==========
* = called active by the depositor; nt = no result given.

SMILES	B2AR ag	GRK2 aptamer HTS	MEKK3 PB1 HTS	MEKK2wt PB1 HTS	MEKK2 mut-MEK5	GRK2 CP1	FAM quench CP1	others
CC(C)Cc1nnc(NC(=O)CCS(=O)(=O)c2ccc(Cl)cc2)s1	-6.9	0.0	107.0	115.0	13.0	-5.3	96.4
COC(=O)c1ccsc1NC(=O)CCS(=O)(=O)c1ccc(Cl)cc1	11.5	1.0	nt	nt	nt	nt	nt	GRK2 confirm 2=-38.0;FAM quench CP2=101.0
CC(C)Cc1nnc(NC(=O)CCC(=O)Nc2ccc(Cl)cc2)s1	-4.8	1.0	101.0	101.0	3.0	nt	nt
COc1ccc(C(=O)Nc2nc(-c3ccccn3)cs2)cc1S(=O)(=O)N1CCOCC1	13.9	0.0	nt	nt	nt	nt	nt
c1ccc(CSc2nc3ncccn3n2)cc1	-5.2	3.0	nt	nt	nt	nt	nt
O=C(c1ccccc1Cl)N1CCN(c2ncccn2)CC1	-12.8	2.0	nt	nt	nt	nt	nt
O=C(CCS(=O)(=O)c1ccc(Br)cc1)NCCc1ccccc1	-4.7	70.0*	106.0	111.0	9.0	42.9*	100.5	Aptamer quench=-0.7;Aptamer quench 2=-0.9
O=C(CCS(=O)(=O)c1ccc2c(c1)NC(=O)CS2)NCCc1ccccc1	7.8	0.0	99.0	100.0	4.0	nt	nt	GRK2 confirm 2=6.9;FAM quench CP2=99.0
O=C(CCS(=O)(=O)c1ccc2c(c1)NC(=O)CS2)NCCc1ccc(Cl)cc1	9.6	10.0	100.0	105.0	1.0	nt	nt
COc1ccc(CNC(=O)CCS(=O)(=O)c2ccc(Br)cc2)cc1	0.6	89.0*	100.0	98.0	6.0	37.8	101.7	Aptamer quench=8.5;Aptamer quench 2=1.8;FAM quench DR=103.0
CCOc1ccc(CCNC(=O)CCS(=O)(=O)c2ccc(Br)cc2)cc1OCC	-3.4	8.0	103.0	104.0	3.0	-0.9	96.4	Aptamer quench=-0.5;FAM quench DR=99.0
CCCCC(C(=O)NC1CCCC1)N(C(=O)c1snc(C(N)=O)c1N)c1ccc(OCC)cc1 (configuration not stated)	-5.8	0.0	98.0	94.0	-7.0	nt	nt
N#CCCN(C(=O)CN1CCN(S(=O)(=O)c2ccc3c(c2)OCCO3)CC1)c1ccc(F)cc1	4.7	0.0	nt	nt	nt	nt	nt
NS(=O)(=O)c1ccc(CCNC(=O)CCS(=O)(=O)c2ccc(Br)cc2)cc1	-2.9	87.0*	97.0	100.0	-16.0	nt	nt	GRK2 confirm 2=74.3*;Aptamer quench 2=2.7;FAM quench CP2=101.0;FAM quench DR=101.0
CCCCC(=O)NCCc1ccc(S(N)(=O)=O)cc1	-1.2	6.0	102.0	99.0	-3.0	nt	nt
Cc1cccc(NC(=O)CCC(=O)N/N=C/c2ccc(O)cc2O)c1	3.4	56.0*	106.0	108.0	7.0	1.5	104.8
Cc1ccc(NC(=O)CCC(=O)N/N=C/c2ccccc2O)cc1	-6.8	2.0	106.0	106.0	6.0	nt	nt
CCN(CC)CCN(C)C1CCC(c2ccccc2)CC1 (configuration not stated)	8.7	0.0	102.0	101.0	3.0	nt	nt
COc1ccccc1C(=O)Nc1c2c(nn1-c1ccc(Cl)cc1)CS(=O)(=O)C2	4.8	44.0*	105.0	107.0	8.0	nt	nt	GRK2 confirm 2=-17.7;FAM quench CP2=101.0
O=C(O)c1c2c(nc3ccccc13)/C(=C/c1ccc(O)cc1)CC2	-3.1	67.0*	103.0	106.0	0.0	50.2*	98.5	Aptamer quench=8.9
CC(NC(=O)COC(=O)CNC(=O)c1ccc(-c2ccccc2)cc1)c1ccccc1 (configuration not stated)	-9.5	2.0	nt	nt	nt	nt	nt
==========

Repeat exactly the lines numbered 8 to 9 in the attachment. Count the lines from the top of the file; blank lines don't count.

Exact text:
O=C(c1ccccc1Cl)N1CCN(c2ncccn2)CC1	-12.8	2.0	nt	nt	nt	nt	nt
O=C(CCS(=O)(=O)c1ccc(Br)cc1)NCCc1ccccc1	-4.7	70.0*	106.0	111.0	9.0	42.9*	100.5	Aptamer quench=-0.7;Aptamer quench 2=-0.9